Written by Blaise Nicklas, an Edinboro University Junior
One morning during the first week of our Introduction to Russian Language class, our professor asked about the transition to living in Moscow. She pointed out that Russians, like Americans, also have two arms and two legs, so we can’t be that different. By and large, we have found this to be true. As the Russian students we interact with on a regular basis are close to us in age, we do share a certain mindset. But that is not to say that we have not noticed any differences between ourselves and our Russian hosts.
For example, we take a more relaxed attitude toward scheduling when to do our homework. The Russian students often ask us whether we have finished our homework yet, only to be surprised that we have yet to start it. Not that we are all procrastinators, but we take no issue with putting it off until after dinner. Usually following some chiding by our Russian counterparts, we get to work. They are also very eager to help us with homework, especially our Russian assignments. We recently began our first class taught by an American professor from Penn State. As the class will be more similar to one taught in the U.S., we expect to help the Russian students adjust to the new teaching style.
One day last week, we went to a school in Moscow to meet and visit with students learning English. We met in their classroom, where they had readied tea, juice, and snacks for us. While talking with one of the students, a young woman in her eleventh year of instruction, she asked me what I thought the main difference was between Russians and Americans. This would not have been so significant if I had not already been asked the exact same question earlier that week by a student at MSAU. At the time, I struggled to answer it, because it is hard to boil down to a simple response. But I found it interesting that I received the same question from two people, totally independent of each other. In the same way that many young Americans are fascinated by foreign countries, our Russian friends have showed a marked interest in the U.S. and learning English. In our first weeks, the culture shock has been minimal but over the next few months, we are guaranteed a deeper understanding of our host country’s character.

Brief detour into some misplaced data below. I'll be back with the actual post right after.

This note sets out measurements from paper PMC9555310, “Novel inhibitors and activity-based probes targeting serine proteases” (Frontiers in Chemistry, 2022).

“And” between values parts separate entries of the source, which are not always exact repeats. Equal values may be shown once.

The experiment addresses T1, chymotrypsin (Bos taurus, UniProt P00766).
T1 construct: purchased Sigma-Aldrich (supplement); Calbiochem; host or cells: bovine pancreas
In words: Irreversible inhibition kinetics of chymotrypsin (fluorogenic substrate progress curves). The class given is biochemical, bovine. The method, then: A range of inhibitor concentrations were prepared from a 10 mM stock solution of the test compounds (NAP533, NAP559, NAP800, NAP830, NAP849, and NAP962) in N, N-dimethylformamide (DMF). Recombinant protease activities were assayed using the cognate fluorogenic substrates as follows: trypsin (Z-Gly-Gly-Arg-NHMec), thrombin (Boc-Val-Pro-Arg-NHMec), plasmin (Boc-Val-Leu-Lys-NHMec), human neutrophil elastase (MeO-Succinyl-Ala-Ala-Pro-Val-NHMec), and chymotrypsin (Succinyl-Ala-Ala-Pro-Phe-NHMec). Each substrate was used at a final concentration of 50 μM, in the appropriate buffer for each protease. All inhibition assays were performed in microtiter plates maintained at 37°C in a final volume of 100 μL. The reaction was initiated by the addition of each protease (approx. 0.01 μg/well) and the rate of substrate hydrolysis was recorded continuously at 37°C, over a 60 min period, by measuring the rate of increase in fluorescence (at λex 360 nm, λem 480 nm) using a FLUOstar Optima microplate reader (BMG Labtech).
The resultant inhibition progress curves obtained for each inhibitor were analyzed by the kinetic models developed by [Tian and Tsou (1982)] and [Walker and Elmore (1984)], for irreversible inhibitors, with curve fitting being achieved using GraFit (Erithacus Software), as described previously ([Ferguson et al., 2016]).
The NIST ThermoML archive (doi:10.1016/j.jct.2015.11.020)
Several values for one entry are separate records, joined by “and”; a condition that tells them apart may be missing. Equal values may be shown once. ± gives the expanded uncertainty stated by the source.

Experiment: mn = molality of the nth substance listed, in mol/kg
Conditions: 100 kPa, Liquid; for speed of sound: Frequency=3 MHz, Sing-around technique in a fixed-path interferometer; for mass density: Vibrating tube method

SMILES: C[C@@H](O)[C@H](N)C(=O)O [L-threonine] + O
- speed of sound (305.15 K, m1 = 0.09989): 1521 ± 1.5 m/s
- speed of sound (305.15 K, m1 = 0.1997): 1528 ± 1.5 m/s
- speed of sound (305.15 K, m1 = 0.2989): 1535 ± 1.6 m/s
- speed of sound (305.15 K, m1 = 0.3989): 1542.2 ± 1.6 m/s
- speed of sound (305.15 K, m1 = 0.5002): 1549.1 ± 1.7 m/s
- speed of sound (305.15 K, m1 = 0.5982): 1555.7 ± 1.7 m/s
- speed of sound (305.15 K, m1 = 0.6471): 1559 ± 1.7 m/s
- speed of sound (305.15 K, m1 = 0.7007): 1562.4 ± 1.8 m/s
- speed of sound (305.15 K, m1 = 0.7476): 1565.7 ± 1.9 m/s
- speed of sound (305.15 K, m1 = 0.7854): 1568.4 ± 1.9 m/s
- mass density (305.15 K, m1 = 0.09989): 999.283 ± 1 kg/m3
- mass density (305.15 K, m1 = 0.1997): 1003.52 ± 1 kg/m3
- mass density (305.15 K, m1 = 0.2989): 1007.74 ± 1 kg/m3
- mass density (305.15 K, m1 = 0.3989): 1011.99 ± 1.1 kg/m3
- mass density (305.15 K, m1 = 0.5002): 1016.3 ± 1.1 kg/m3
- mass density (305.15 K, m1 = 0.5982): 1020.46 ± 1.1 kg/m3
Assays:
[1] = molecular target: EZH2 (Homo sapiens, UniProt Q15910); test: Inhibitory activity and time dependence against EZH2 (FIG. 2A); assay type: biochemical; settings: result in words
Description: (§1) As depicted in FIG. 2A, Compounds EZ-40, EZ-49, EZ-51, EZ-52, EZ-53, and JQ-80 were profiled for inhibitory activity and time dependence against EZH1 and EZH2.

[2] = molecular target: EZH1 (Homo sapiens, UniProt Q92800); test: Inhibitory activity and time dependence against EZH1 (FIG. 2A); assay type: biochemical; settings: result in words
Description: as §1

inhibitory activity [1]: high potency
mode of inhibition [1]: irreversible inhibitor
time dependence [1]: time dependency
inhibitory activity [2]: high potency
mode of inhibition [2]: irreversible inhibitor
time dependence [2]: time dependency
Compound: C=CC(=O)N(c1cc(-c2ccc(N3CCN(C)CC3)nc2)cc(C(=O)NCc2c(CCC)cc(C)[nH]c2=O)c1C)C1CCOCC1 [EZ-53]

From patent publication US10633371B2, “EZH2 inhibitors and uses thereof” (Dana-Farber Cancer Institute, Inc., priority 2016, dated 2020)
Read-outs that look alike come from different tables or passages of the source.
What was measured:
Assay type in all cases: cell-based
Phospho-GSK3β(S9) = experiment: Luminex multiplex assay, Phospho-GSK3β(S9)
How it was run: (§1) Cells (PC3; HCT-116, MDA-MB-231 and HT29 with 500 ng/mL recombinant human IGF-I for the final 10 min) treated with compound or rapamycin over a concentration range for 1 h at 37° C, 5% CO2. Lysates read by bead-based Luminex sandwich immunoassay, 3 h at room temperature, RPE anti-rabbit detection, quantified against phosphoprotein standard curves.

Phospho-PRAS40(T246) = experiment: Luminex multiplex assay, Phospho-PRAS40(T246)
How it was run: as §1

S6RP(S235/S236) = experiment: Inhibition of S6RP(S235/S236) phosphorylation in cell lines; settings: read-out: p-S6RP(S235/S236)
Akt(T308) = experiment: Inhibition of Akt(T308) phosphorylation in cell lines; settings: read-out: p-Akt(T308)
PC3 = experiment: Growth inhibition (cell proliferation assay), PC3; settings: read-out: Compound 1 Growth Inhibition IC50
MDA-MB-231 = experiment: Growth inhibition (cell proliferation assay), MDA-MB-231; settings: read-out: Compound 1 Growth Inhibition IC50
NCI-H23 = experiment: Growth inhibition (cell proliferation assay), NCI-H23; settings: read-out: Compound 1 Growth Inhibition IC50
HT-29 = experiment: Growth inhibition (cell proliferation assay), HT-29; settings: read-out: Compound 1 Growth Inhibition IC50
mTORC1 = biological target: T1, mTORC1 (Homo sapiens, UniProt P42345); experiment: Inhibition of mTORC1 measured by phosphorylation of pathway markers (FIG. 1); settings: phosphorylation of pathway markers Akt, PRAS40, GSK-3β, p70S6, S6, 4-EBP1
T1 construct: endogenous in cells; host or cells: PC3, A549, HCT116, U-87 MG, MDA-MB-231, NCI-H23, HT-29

Also in this Issue...
- Americans in Moscow-land by Malisa Manning
"The rest of the tour progressed fairly quickly, mostly because Dr. Malashenkov tried to speed it up before we all became the newest frozen statue attractions of Moscow..."
- Americans Bring “Warm” Weather with Them: Moscow Winter by Aidan Lowe
"The Russians have consistently commented that it is warm for winter and early February. Although the Americans from warm regions of the U.S. might disagree, all of our grit will be tested soon as there is a rumor that temperatures will reach negative thirty near Valentine's Day..."
- Dom, Sweet Dom by Chris Olvey